Glass, Ceramic, Polymeric, and Composite Scaffolds with Multiscale Porosity for Bone Tissue Engineering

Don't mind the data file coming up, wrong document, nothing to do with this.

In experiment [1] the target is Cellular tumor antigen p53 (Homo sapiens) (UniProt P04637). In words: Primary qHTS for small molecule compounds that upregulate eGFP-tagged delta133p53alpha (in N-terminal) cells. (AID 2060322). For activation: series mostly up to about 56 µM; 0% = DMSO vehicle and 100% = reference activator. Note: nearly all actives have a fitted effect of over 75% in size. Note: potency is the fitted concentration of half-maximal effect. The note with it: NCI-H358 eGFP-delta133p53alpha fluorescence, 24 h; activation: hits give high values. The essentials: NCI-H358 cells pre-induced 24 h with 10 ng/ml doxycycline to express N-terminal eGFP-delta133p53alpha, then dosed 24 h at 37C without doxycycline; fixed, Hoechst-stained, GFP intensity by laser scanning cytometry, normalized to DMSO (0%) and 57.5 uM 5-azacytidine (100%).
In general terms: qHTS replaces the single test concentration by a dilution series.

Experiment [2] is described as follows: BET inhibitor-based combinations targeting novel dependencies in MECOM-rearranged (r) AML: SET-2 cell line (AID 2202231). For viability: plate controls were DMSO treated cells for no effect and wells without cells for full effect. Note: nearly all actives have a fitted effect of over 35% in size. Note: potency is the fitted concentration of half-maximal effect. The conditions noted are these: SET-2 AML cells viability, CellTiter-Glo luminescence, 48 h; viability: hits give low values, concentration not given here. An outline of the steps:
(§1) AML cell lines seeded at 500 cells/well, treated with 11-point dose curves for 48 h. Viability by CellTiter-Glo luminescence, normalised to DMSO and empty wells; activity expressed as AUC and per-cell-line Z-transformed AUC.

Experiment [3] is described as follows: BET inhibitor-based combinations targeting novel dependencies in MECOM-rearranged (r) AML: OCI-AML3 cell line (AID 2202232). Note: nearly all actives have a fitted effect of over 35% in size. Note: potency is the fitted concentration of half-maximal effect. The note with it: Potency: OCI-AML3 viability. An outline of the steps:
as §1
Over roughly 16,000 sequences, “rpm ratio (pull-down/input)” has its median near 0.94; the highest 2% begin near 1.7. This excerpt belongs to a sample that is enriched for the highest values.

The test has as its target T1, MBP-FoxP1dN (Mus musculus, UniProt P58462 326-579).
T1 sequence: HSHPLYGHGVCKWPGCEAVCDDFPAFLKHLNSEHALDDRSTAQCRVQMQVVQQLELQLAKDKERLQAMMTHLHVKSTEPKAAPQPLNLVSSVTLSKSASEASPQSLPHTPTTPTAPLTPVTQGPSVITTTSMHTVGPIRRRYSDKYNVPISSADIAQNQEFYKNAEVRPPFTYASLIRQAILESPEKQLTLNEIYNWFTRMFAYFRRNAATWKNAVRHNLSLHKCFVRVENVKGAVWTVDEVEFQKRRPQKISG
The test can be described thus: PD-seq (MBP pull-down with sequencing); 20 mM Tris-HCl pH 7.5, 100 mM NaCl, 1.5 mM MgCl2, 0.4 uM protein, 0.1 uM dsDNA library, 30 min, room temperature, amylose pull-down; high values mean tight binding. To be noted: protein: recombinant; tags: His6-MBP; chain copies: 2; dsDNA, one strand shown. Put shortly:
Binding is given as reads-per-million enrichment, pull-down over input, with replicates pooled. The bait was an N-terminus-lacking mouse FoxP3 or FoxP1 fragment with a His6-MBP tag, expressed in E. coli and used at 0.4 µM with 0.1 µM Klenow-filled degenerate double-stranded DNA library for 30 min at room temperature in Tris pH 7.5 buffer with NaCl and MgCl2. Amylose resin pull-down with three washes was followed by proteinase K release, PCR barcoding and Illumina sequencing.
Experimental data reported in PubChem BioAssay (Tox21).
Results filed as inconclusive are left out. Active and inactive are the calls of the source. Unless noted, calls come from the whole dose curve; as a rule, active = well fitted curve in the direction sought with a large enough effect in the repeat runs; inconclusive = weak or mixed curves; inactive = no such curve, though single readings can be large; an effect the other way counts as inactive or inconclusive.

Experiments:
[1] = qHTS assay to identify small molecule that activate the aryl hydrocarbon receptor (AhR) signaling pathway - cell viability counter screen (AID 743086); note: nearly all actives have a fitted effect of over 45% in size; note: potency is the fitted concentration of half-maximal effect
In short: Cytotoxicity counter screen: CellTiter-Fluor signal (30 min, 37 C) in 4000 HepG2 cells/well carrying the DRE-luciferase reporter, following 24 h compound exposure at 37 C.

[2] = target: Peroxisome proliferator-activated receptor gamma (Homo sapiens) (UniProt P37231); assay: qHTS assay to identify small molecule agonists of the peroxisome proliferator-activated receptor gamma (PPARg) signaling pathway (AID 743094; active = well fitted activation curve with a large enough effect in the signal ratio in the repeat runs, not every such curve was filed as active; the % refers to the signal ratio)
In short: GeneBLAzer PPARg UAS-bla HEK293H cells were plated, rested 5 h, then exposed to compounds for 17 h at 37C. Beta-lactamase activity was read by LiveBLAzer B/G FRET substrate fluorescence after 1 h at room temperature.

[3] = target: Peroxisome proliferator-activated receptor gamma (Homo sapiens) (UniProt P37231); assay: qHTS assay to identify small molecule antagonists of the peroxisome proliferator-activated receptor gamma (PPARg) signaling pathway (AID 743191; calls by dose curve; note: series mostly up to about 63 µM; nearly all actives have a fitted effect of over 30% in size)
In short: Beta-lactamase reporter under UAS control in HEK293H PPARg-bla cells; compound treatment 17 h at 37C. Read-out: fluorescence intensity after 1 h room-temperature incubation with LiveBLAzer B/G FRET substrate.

Multiscale porosity enhances the biological response of scaffolds for bone tissue engineering by promoting cell penetration, proliferation, and protein adsorption. This review article discusses the techniques that can be used to create multiscale porosity in scaffolds, the effects of multiscale porosity on their mechanical properties and biological activity, and ends with prospects and challenges toward clinical translation.Porosity affects performance of scaffolds for bone tissue engineering both in?vitro and in?vivo. Macropores (i.e., pores with a diameter >100??m) are essential for cellular infiltration; micropores (i.e., pores with a diameter of 1–10??m) promote cell adhesion and facilitate nutrient absorption. Scaffolds containing both macropores and micropores exploit the advantages of both pore sizes and have excellent osteogenic properties. Nanopores (i.e., pores with a diameter of 1–50?nm) can be included as well, to improve cell–material interactions by further enhancing the surface area of the scaffold. This article reviews fabrication techniques and properties of scaffolds with multiscale porosity, focusing on glass, ceramic, polymeric, and composite scaffolds. After discussing the structure of bone and how it inspired scaffolds for bone tissue engineering, pore nomenclature is introduced. Then, the techniques used to induce multiscale porosity, the nature of the pores created, and the effects of scaffold porosity on mechanical properties and biological activity of the scaffolds are discussed. The review concludes by providing an outlook for this field, including advancements that are made possible by computational modeling and artificial intelligence.